The U.S. Treasury Department’s Under Secretary for Terrorism and Financial Intelligence, Sigal Mandelker, told crypto-interested attendees at the Consensus conference in New York this week that exchanges must do their “duty” and prevent terrorist and illicit use of cryptocurrencies.
She began by stating that she, “…led a team of prosecutors at the Department of Justice more than a decade ago that successfully prosecuted the digital currency E-Gold.”
“E-Gold users were able to set up accounts under names like “Donald Duck” and “Mickey Mouse” and believed they could get away with horrible things, like trafficking in child pornography. They were wrong. In 2008, we convicted E-Gold’s directors of felonies, and they paid multi-million dollar fines.”
The effort to circumvent money controls in order to conduct socially-harmful business has continued via new cryptocurrency media, she said:
“Today, other bad actors are trying to leverage virtual currencies to make an end-run around our laws and regulations.”
Mandelkar went on to outline “threats we face as a nation,” threats she says she is briefed on every morning.
In recent years, said Madelkar, sanctions, “…have emerged as one of the top tools in our national security arsenal. Without putting boots on the ground or troops in harm’s way…”
But cryptocurrencies have become an important avenue for sanctioned nations to flow capital otherwise prohibited in compliant money networks like SWIFT, she said.
North Korean hacker group Lazarus for instance, has stolen millions from banks and crypto exchanges and has also used crypto trading platforms to process stolen funds:
“In addition to efforts to steal from banks, the Lazarus Group has also leveraged virtual currency and exchanges to quickly transfer stolen and extorted funds. My team at Treasury back-tracked these stolen funds that were moved through various victims’ wallets and laundered through mixers. We traced some of the money through fraudulently opened accounts at exchanges, as it chain-hopped from one blockchain to another around the world.”
Mandelkar also noted that nations like Iran, Venezuela, and Russia, “have publicly and brazenly stated that the explicit intent of (efforts to produce a national cryptocurrency) is to evade our sanctions.”
She also said that although cryptocurrency donations flagged by FinCEN as flowing to terrorist organizations so far amount to less than $600 per day, it is also important to remember that a suicide bombing mission can be assembled very cheaply.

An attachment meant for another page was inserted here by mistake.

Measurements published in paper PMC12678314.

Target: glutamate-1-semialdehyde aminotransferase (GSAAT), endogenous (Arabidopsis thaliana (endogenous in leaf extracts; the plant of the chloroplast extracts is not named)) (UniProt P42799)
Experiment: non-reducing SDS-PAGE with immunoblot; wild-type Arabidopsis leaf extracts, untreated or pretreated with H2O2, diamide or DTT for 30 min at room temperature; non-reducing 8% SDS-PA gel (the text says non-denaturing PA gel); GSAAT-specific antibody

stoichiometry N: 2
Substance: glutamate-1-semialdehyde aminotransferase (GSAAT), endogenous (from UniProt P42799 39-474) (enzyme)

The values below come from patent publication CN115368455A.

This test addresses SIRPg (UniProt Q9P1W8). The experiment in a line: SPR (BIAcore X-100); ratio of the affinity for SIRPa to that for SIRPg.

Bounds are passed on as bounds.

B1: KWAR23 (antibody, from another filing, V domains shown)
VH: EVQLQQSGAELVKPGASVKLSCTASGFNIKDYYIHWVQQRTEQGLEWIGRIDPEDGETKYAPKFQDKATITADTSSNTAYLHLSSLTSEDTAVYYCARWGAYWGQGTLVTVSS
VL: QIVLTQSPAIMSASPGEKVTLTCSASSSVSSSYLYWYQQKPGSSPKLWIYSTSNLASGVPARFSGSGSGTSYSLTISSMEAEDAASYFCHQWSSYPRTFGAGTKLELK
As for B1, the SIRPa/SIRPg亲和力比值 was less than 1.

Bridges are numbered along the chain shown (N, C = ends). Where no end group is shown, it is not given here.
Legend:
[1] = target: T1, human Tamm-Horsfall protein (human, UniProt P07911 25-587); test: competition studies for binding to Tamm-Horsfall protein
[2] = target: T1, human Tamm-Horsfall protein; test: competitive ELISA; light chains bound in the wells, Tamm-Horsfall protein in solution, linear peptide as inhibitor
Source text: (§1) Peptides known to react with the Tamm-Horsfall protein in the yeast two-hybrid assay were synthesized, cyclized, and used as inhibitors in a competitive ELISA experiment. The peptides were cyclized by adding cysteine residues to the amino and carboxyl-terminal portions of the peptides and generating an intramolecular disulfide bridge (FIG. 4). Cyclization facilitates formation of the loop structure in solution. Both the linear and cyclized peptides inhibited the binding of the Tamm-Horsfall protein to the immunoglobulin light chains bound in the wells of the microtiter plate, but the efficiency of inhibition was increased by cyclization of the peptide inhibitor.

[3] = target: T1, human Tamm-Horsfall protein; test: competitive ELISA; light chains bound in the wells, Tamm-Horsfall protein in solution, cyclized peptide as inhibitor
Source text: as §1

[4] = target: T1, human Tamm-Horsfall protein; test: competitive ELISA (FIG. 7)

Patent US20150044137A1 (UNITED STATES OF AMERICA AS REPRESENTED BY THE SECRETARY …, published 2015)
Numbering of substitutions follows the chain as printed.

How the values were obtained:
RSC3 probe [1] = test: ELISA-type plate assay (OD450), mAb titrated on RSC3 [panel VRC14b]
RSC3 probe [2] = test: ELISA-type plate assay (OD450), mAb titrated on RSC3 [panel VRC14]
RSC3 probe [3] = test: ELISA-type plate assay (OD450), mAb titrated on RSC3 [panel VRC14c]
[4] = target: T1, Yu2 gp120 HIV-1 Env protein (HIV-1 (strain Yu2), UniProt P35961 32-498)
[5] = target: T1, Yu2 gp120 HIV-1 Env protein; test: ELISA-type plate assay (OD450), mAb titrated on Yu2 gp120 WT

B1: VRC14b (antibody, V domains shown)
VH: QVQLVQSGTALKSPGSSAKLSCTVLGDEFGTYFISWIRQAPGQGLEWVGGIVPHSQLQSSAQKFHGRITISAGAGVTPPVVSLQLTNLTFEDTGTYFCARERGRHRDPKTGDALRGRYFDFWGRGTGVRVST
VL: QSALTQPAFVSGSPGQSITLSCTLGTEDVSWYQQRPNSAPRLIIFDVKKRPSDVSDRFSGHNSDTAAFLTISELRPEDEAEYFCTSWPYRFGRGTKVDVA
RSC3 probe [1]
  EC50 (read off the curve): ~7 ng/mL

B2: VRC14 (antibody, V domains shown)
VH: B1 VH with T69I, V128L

The Under Secretary also warned exchanges that “(Cryptocurrency) products designed to obscure the path of a transaction and enhance anonymity are rife for exploitation by bad actors.”
Mandelkar gave the example of “…over $140,000 worth of Bitcoin from the global WannaCry 2.0 ransomware attacks was converted into (“privacy coin”) Monero in the months following the attacks to conceal the stolen funds.”
Mandelkar also told the audience assembled at Consensus that she believes:
“Nobody here wants to see innovative products and services misused to support terrorism and weapons proliferation, or become another vehicle for criminals to carry out child pornography or human trafficking.”
“Some of the features of emerging technologies that appeal most to users and businesses – like speed of transfers, rapid settlement, global reach, and increased anonymity – can also create opportunities for rogue regimes and terrorists. It is for this reason that industry compliance with our regulations is so critical.”
Mandelkar said the industry itself has furnished half of 47 000 reports of suspicious activity received by FinCEN:
“Since 2013, FinCEN has received over 47,000suspicious activity reports (SARs) mentioning Bitcoin or virtual currency more broadly. Half of these SARs were filed by virtual currency exchangers or administrators themselves.”
Later, speaking from the sidelines of the conference, Mandelkar told Yahoo Finance that compliance is also improving in the crypto sector, and is in the best interest of exchanges and crypto handlers:
“There’s no question we’re seeing an increase in compliance…for anybody to succeed in this business they have to take our…anti-money laundering/counter-terrorist financing rules and our sanctions programs very very seriously…”
When asked how exchanges and authorities detect suspicious activity, she said it is a matter of oversight, internal controls, and technology:
“These exchangers have an obligation to make sure that those kinds of transactions are not anonymous. They have to have know-your-customer…requirements…internal controls…compliance officers…and when they do find (bad actors), they have to be able to report them…the technology enables us to ferret out those bad actors…”
A reporter asked if the US government has any plans to use cryptocurrencies, to which Mandelkar responded:
“At the Treasury Department we don’t have those kinds of plans…”